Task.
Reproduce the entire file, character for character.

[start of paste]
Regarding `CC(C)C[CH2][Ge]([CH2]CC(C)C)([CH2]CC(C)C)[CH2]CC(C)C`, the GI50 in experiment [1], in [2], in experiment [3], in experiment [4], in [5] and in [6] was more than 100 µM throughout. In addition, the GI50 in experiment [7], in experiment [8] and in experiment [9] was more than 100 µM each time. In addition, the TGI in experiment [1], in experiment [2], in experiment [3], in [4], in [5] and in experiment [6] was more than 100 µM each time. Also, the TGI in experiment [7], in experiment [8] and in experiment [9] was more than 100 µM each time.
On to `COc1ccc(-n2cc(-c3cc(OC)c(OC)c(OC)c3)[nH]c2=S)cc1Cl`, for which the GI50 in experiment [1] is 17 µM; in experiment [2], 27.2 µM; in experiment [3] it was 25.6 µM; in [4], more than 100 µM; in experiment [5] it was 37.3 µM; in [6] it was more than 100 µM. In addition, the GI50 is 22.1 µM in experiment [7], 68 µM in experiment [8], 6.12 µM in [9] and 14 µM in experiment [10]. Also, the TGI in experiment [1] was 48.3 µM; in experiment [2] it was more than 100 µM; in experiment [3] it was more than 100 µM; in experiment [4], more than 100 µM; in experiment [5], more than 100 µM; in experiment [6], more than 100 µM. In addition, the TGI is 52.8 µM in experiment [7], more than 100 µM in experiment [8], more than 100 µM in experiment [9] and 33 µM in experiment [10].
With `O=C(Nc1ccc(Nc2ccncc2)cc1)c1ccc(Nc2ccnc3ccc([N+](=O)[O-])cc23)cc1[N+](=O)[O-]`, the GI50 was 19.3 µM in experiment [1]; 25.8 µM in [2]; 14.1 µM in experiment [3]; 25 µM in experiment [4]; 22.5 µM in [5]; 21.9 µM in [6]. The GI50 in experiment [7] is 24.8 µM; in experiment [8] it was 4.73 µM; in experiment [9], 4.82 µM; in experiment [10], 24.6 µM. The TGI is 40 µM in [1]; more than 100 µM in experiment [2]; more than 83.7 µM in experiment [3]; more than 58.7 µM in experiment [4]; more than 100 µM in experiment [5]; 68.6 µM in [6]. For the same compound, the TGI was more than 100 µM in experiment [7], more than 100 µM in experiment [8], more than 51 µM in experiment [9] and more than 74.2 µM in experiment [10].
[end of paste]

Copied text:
Regarding `CC(C)C[CH2][Ge]([CH2]CC(C)C)([CH2]CC(C)C)[CH2]CC(C)C`, the GI50 in experiment [1], in [2], in experiment [3], in experiment [4], in [5] and in [6] was more than 100 µM throughout. In addition, the GI50 in experiment [7], in experiment [8] and in experiment [9] was more than 100 µM each time. In addition, the TGI in experiment [1], in experiment [2], in experiment [3], in [4], in [5] and in experiment [6] was more than 100 µM each time. Also, the TGI in experiment [7], in experiment [8] and in experiment [9] was more than 100 µM each time.
On to `COc1ccc(-n2cc(-c3cc(OC)c(OC)c(OC)c3)[nH]c2=S)cc1Cl`, for which the GI50 in experiment [1] is 17 µM; in experiment [2], 27.2 µM; in experiment [3] it was 25.6 µM; in [4], more than 100 µM; in experiment [5] it was 37.3 µM; in [6] it was more than 100 µM. In addition, the GI50 is 22.1 µM in experiment [7], 68 µM in experiment [8], 6.12 µM in [9] and 14 µM in experiment [10]. Also, the TGI in experiment [1] was 48.3 µM; in experiment [2] it was more than 100 µM; in experiment [3] it was more than 100 µM; in experiment [4], more than 100 µM; in experiment [5], more than 100 µM; in experiment [6], more than 100 µM. In addition, the TGI is 52.8 µM in experiment [7], more than 100 µM in experiment [8], more than 100 µM in experiment [9] and 33 µM in experiment [10].
With `O=C(Nc1ccc(Nc2ccncc2)cc1)c1ccc(Nc2ccnc3ccc([N+](=O)[O-])cc23)cc1[N+](=O)[O-]`, the GI50 was 19.3 µM in experiment [1]; 25.8 µM in [2]; 14.1 µM in experiment [3]; 25 µM in experiment [4]; 22.5 µM in [5]; 21.9 µM in [6]. The GI50 in experiment [7] is 24.8 µM; in experiment [8] it was 4.73 µM; in experiment [9], 4.82 µM; in experiment [10], 24.6 µM. The TGI is 40 µM in [1]; more than 100 µM in experiment [2]; more than 83.7 µM in experiment [3]; more than 58.7 µM in experiment [4]; more than 100 µM in experiment [5]; 68.6 µM in [6]. For the same compound, the TGI was more than 100 µM in experiment [7], more than 100 µM in experiment [8], more than 51 µM in experiment [9] and more than 74.2 µM in experiment [10].